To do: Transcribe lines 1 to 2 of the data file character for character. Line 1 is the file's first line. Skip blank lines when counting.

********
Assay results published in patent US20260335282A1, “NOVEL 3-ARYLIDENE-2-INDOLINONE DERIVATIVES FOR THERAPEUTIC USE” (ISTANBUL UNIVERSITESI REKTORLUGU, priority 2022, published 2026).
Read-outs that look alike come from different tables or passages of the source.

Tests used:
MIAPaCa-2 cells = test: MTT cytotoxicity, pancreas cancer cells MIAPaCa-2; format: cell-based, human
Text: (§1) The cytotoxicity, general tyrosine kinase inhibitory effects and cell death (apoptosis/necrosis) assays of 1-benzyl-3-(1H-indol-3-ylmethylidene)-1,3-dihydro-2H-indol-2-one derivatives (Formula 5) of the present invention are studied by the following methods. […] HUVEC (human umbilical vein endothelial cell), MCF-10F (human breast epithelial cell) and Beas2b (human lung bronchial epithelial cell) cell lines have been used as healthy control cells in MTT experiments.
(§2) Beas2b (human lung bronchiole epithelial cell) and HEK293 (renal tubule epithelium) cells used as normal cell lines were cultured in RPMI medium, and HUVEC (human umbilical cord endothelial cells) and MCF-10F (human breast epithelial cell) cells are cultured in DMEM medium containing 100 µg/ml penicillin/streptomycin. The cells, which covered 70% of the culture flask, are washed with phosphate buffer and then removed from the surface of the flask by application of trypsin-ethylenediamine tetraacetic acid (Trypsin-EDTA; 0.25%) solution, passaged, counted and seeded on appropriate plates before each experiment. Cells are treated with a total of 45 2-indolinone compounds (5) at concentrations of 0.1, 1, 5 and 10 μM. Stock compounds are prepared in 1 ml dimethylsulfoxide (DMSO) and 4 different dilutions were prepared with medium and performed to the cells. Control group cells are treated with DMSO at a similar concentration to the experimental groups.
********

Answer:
Assay results published in patent US20260335282A1, “NOVEL 3-ARYLIDENE-2-INDOLINONE DERIVATIVES FOR THERAPEUTIC USE” (ISTANBUL UNIVERSITESI REKTORLUGU, priority 2022, published 2026).
Read-outs that look alike come from different tables or passages of the source.